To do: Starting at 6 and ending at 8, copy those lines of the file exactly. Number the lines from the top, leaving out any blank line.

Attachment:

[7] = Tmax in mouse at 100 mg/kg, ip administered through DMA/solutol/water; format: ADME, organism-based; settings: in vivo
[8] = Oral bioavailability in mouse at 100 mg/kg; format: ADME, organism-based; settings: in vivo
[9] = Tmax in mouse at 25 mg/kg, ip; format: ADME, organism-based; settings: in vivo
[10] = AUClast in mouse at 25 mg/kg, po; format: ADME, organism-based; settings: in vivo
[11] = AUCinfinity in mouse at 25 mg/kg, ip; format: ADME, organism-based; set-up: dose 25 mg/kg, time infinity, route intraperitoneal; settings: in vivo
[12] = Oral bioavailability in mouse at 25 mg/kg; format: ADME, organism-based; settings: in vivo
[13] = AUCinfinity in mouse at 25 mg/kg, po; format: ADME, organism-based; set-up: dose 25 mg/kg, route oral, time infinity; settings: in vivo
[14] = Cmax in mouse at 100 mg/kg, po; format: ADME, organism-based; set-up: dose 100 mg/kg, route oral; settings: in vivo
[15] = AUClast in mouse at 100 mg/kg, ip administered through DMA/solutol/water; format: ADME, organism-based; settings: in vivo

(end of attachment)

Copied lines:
[12] = Oral bioavailability in mouse at 25 mg/kg; format: ADME, organism-based; settings: in vivo
[13] = AUCinfinity in mouse at 25 mg/kg, po; format: ADME, organism-based; set-up: dose 25 mg/kg, route oral, time infinity; settings: in vivo
[14] = Cmax in mouse at 100 mg/kg, po; format: ADME, organism-based; set-up: dose 100 mg/kg, route oral; settings: in vivo